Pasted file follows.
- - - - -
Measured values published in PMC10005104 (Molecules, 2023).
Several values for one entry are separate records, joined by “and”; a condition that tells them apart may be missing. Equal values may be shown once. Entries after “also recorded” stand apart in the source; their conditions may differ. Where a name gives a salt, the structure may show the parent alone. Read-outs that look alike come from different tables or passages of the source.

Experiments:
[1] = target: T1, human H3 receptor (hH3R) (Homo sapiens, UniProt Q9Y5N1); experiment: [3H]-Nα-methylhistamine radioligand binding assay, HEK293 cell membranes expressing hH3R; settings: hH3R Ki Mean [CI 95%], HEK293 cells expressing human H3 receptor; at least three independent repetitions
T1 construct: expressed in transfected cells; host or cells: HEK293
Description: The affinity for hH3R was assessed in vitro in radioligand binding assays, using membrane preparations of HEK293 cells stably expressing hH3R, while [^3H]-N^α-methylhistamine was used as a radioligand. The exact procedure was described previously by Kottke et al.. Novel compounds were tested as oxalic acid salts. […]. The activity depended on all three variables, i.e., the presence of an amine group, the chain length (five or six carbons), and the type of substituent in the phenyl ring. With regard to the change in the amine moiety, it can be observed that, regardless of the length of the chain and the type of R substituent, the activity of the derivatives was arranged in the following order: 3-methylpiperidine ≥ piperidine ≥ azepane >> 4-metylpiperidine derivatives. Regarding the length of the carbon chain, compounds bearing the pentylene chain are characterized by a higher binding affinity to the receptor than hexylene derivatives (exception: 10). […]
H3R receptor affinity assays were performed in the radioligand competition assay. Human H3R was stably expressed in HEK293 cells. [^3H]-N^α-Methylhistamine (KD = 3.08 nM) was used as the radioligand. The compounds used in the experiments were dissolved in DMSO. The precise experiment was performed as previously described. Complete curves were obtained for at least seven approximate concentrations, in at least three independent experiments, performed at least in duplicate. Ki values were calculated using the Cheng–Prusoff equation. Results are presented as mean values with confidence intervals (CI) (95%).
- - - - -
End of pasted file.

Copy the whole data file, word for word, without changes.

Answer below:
Measured values published in PMC10005104 (Molecules, 2023).
Several values for one entry are separate records, joined by “and”; a condition that tells them apart may be missing. Equal values may be shown once. Entries after “also recorded” stand apart in the source; their conditions may differ. Where a name gives a salt, the structure may show the parent alone. Read-outs that look alike come from different tables or passages of the source.

Experiments:
[1] = target: T1, human H3 receptor (hH3R) (Homo sapiens, UniProt Q9Y5N1); experiment: [3H]-Nα-methylhistamine radioligand binding assay, HEK293 cell membranes expressing hH3R; settings: hH3R Ki Mean [CI 95%], HEK293 cells expressing human H3 receptor; at least three independent repetitions
T1 construct: expressed in transfected cells; host or cells: HEK293
Description: The affinity for hH3R was assessed in vitro in radioligand binding assays, using membrane preparations of HEK293 cells stably expressing hH3R, while [^3H]-N^α-methylhistamine was used as a radioligand. The exact procedure was described previously by Kottke et al.. Novel compounds were tested as oxalic acid salts. […]. The activity depended on all three variables, i.e., the presence of an amine group, the chain length (five or six carbons), and the type of substituent in the phenyl ring. With regard to the change in the amine moiety, it can be observed that, regardless of the length of the chain and the type of R substituent, the activity of the derivatives was arranged in the following order: 3-methylpiperidine ≥ piperidine ≥ azepane >> 4-metylpiperidine derivatives. Regarding the length of the carbon chain, compounds bearing the pentylene chain are characterized by a higher binding affinity to the receptor than hexylene derivatives (exception: 10). […]
H3R receptor affinity assays were performed in the radioligand competition assay. Human H3R was stably expressed in HEK293 cells. [^3H]-N^α-Methylhistamine (KD = 3.08 nM) was used as the radioligand. The compounds used in the experiments were dissolved in DMSO. The precise experiment was performed as previously described. Complete curves were obtained for at least seven approximate concentrations, in at least three independent experiments, performed at least in duplicate. Ki values were calculated using the Cheng–Prusoff equation. Results are presented as mean values with confidence intervals (CI) (95%).